As an architect, Karla Rothstein has been at the forefront of efforts to transform the ways in which we commemorate and place the dead, especially given constraints of space in urban cemeteries and environmental costs of cremation. Through his work as a film maker, John Bruce documents the power of human connections with the dying, who are all too often marginalized from the wider currents of everyday social life. Together, their work raises urgent questions about how to understand life in proximity to death—questions of design, which are just as much questions of dignity and care.
John A. Bruce is a researcher, strategist, and filmmaker. He is Assistant Professor of Design Strategy at Parsons, where he also serves as Director of the Transdisciplinary Design MFA program. Current projects and collaborations include: research and co-directing the documentary project and film, End of Life, the result of 4 years spent with 5 people at various stages of dying; and, strategist for The Light Phone, a simple phone that provokes reflection on our relationships with technology and our ability to be present. His work is informed through explorations of presence, proximity, temporality, participation, exchange, identification, reciprocity, invitation, care and hospitality. His work has been exhibited recently at The New York Film Festival, Cinéma du Réel at Centre Pompidou, ICA London, among others. He was a 2015/16 Fellow at the Graduate Institute for Design Ethnography and Social Thought at The New School.
Maggie Jones is a contributing writer at The New York Times Magazine where she writes about social issues, including race, gender, poverty, youth, immigration, adoption and health. She has been a finalist for a National Magazine Award and was a 2012 Nieman Fellow at Harvard University. She was also the 2015 Senior Ochberg Fellow at the Dart Center for Journalism & Trauma at Columbia University Graduate School of Journalism. She has reported on stories in the U.S and around the world -- from boys who live as shut-ins in Japan to adoptees re-migrating to South Korea; from forensic anthropologists uncovering bones in Guatemala to farm workers in California.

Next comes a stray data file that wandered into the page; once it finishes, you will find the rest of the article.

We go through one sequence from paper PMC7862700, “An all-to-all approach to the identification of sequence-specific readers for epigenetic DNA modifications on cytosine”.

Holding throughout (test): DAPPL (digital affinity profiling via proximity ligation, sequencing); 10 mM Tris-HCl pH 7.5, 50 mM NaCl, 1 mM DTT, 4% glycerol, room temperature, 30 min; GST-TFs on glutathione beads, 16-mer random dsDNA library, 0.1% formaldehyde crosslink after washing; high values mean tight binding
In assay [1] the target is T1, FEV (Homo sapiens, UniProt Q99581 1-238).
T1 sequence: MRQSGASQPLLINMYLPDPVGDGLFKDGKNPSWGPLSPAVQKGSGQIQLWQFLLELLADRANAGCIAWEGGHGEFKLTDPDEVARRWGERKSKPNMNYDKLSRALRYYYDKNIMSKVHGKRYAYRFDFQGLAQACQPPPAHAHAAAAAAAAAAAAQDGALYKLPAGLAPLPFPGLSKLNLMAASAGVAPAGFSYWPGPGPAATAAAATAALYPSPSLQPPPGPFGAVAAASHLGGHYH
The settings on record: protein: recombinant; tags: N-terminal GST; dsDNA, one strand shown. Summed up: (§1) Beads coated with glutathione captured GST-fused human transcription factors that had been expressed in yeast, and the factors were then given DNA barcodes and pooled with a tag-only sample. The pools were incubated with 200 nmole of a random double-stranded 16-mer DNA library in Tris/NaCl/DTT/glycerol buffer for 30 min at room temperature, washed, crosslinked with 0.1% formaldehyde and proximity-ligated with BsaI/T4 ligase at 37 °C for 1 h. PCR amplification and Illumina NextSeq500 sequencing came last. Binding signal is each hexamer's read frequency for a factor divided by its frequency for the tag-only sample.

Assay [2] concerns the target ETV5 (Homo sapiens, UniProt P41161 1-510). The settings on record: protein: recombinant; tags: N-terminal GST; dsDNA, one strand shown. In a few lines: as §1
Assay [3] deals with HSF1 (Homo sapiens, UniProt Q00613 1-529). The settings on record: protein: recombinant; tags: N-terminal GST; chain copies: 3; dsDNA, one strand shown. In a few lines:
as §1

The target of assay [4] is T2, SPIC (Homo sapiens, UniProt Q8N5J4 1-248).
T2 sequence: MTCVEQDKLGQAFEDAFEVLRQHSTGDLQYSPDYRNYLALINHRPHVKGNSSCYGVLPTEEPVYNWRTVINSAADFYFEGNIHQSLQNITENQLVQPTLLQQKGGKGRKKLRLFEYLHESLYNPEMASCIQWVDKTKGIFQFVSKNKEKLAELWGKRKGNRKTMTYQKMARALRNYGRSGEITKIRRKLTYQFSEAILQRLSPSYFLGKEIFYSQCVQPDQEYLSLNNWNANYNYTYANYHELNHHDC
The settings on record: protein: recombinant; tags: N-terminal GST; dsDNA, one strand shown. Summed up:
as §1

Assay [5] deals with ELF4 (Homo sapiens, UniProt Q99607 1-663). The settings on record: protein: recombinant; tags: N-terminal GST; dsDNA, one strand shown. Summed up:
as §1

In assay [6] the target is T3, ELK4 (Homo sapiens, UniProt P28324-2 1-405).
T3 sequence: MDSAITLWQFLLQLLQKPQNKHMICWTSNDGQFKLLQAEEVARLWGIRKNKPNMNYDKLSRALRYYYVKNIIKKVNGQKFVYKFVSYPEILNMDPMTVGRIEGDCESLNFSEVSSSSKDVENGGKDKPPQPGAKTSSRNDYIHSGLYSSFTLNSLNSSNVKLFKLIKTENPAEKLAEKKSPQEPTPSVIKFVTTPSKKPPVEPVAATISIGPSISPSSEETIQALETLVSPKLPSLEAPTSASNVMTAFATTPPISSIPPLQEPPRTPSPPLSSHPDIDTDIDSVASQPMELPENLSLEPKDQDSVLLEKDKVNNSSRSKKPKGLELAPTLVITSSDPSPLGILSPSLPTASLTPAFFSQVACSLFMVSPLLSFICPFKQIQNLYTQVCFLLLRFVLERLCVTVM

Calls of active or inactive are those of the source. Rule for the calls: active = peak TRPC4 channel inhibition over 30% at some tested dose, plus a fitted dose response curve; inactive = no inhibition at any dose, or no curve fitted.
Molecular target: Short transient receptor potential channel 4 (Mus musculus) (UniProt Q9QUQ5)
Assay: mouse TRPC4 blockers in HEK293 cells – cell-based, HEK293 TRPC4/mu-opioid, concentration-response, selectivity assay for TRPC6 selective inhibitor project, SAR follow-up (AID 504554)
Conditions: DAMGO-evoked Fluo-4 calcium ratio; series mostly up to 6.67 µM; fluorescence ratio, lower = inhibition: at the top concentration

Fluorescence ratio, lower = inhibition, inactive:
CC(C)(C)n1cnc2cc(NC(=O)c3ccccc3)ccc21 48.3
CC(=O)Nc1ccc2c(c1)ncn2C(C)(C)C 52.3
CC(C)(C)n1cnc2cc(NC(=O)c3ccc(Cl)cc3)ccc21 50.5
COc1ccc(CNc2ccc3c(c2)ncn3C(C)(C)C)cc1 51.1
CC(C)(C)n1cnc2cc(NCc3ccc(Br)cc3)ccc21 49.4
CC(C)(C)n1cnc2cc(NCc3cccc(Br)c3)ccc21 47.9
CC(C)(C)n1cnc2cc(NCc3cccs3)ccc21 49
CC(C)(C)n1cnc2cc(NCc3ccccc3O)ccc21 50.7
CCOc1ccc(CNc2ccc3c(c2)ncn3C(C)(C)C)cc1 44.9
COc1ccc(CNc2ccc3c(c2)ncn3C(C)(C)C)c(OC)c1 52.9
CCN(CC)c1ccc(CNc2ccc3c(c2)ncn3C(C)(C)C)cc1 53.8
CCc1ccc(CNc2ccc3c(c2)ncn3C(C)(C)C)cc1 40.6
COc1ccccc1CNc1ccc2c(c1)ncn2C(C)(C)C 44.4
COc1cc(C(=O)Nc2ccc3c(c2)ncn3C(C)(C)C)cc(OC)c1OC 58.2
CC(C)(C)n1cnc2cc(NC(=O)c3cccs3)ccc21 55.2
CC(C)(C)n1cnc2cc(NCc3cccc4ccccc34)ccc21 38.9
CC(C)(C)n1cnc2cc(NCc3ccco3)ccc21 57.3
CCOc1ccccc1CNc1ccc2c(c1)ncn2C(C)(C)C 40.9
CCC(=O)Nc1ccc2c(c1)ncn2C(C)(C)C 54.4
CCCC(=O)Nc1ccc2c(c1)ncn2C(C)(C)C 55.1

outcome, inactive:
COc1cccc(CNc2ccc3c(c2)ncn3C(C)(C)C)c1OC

Karla Rothstein is an architect, professor, and creative thinker living, practicing, and teaching in New York City. Her areas of research span intimate spaces of metropolitan domestic life and infrastructures of death and memory. Her interest focuses on the intersections of social justice and the built environment. In both her professional work as design director at LATENT Productions and through over a decade of studios taught at the Graduate School of Architecture Planning and Preservation at Columbia University, Karla engages with alternative and emerging methods of corpse disposal in progressive proposals of civic sanctuary and temporal urban remembrance. As a member of the Columbia University Seminar on Death since 2011, she is committed to the radical reshaping of urban public spaces, which enable us to better honor our dead. In Karla's words, “the rituals surrounding human death and the subsequent disposition of the corpse reflect the social character of the living.”